An analytical model for the control of silica grout penetration in natural groundwater systems

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Abstract

Over the last three decades, colloidal silica has been investigated and more recently adopted as a low viscosity grouting technology (e.g. for grouting rock fractures within geological disposal facilities nuclear waste). The potential of colloidal silica as a favourable grouting material exists due to: its initial low viscosity; its low hydraulic conductivity after gelling (of the order of 10-7 cm/s); the very low injection pressures required; its controllable set/gel times (from minutes to several days); the fact it is environmentally inert; its small particle size (less than hundreds of nanometres) and its cost-effectiveness. Despite the documented success of colloidal silica based grouts for hydraulic barrier formation, research has not translated into widespread industrial use. A key factor in this limited commercial uptake is the lack of a predictive model for grout gelling which controls grout penetration: whilst data are available to underpin design of a grouting campaign in laboratory conditions, little research has been done to underpin applications in natural environments. Here we develop and validate an analytical model of colloidal silica gelling in groundwaters with varying pH and background electrolyte concentrations. This paper presents an analytical model that accounts for changes in pH, electrolyte concentration, cation valency and molar mass, silica particle size and silica concentration giving predictive capability without the need for site-specific calibration. The model is validated against experimental observations for gel times of 32 minutes to 766 minutes, the model accurately predicts the log(gel time) with an average error of 4% which corresponds to an R2 value of 0.96 The model is then applied to a hypothetical case study to demonstrate its use in grout design, based on published in-situ groundwater data from the Olkiluoto area of Finland. The model successfully predicts the required accelerator concentration to achieve a grout gel time of approximately 50 minutes, taking into account the cations already present within the synthetic groundwater.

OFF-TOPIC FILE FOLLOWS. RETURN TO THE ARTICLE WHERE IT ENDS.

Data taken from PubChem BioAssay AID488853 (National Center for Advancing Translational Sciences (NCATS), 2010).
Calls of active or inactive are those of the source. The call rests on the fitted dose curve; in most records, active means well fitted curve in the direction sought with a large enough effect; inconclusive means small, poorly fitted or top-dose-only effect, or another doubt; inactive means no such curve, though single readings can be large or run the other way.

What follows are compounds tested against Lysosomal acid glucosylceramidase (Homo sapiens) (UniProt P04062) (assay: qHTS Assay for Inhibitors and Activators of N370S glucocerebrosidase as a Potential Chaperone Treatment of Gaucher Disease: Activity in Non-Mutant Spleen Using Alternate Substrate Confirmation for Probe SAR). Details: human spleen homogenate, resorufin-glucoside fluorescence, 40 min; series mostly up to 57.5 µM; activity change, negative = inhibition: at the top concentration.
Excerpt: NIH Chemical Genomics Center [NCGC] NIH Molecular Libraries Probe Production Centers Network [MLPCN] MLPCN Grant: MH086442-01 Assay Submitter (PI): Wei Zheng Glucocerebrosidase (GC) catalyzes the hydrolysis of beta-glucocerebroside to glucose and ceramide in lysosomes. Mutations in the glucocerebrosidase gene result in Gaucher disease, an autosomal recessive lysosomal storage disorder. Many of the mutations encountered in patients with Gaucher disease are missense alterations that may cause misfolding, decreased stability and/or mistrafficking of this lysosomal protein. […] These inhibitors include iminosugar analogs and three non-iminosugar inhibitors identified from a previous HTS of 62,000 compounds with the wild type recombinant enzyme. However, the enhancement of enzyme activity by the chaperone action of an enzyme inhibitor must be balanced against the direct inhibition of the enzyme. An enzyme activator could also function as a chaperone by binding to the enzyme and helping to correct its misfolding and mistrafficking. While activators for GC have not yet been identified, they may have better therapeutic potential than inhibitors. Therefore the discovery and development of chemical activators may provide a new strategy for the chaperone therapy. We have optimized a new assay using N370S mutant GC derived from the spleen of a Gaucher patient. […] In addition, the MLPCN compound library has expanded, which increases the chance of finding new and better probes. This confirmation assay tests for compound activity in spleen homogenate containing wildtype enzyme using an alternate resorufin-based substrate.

LanguageEnglish
Pages105-113
Number of pages9
JournalTunnelling and Underground Space Technology
Volume70
Early online date2 Aug 2017
DOIs
Publication statusPublished - 30 Nov 2017

Fingerprint

grout
Groundwater
Analytical models
penetration
Grouting
silica
Silica
grouting
groundwater
Gels
gel
electrolyte
Positive ions
Particle size
Electrolytes
Viscosity
viscosity
cation
particle size
Molar mass

Keywords

  • colloidal silica
  • grouting
  • injection
  • groundwater chemistry
  • viscosity
  • gel time

Cite this

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title = "An analytical model for the control of silica grout penetration in natural groundwater systems",